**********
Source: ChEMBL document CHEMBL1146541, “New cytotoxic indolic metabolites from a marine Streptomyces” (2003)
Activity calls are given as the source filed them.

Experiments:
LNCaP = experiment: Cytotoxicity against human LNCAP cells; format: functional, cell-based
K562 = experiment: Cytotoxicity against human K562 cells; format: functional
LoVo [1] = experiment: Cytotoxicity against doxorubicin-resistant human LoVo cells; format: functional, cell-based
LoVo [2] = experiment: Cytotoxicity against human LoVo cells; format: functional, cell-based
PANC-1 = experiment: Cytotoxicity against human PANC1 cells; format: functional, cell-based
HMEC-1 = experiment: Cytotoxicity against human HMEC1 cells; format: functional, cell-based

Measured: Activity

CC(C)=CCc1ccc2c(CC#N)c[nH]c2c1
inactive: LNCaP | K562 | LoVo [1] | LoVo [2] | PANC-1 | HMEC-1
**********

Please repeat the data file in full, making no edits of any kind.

Source: ChEMBL document CHEMBL1146541, “New cytotoxic indolic metabolites from a marine Streptomyces” (2003)
Activity calls are given as the source filed them.

Experiments:
LNCaP = experiment: Cytotoxicity against human LNCAP cells; format: functional, cell-based
K562 = experiment: Cytotoxicity against human K562 cells; format: functional
LoVo [1] = experiment: Cytotoxicity against doxorubicin-resistant human LoVo cells; format: functional, cell-based
LoVo [2] = experiment: Cytotoxicity against human LoVo cells; format: functional, cell-based
PANC-1 = experiment: Cytotoxicity against human PANC1 cells; format: functional, cell-based
HMEC-1 = experiment: Cytotoxicity against human HMEC1 cells; format: functional, cell-based

Measured: Activity

CC(C)=CCc1ccc2c(CC#N)c[nH]c2c1
inactive: LNCaP | K562 | LoVo [1] | LoVo [2] | PANC-1 | HMEC-1